reporter for KUAR in Little Rock, Arkansas.
On March 29, an oil leak started in the town of Mayflower, Arkansas, near Little Rock, spilling between 80,000 and 420,000 gallons of tar sands diluted bitumen. If you haven’t heard much about it, it’s because Exxon Mobil, which operates the pipeline that ruptured, has limited access to the site. Michael Hibblen, News Director at Arkansas public radio station KUAR, talks about trying to cover the spill and Anthony Swift, Natural Resources Defense Council lawyer, talks about the potential environmental impact of the spill and what it means for the Keystone XL pipeline.
In the latest test of the power of party establishments and anti-incumbent fervor, eleven states held primary races last night. In Arkansas, Democratic Sen. Blanche Lincoln narrowly defeated a challenge from Lt. Gov. Bill Halter, who had the support of organized labor. In California, two female former CEO's won commanding victories. Former eBay CEO, Meg Whitman took the Republican gubernatorial primary against Steve Poizner, the state's insurance commissioner. Whitman will go on to challenge Jerry Brown, the current state attorney general and former governor. And in California's Senate primary, former Hewlett-Packard CEO, Carly Fiorina won against former Congressman Tom Campbell. Fiorina will face Sen. Barbara Boxer in the fall. California has not sent a Republican to the U.S. Senate since 1988.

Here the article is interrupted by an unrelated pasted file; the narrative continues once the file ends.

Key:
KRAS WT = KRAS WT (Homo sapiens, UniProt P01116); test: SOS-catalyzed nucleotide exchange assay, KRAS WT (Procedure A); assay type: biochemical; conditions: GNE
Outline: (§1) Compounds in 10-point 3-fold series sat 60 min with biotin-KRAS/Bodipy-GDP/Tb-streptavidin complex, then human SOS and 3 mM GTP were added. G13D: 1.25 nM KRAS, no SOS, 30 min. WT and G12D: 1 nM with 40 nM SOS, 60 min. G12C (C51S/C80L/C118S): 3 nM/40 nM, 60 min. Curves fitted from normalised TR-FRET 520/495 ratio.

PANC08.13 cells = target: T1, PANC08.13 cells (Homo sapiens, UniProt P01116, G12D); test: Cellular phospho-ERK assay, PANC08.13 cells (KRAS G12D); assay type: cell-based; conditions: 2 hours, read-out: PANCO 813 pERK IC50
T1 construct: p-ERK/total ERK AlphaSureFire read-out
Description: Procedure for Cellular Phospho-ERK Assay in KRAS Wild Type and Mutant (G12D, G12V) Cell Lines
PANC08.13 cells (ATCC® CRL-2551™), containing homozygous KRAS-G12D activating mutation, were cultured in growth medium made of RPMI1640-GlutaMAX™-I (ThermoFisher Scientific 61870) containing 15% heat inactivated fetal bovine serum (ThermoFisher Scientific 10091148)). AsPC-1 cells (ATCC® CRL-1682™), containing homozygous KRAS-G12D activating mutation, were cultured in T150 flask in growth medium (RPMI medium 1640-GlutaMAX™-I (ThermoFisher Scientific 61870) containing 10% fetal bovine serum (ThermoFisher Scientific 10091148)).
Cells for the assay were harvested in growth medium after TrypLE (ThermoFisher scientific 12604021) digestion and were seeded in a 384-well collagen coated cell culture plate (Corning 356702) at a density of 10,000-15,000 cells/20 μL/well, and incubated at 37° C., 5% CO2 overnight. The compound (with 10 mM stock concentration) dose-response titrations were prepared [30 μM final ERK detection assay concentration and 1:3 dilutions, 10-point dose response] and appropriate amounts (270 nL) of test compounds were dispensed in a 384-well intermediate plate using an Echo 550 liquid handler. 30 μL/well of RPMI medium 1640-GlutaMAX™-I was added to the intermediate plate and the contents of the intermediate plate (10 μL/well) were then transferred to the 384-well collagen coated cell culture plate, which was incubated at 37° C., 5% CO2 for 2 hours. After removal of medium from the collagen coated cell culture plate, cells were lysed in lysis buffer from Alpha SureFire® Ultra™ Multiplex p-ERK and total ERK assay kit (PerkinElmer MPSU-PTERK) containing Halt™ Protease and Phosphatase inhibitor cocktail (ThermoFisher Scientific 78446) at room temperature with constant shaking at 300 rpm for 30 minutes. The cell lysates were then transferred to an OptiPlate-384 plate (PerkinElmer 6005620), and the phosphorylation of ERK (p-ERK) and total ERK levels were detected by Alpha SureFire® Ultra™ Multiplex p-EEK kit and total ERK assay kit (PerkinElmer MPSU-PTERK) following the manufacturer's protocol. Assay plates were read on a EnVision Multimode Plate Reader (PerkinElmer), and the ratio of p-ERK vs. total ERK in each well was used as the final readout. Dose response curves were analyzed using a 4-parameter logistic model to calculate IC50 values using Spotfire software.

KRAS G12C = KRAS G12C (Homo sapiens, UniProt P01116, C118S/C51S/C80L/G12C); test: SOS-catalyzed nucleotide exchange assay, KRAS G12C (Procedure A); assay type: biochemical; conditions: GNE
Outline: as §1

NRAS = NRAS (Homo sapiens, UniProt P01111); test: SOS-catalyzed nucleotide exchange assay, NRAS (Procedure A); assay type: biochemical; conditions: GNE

Incumbent Senators Arlen Specter (D-Penn.) and Blanche Lincoln (D-Ark.) have had tough fights against primary challengers this spring. As polls open today, we look at these two bellwether races with reporters Michael Hibblen of public radio station, KUAR in Little Rock, and Susan Phillips of WHYY in Philadelphia.
We're talking about anti-incumbent fever. Would you vote against your Congressman or Senator today if you could?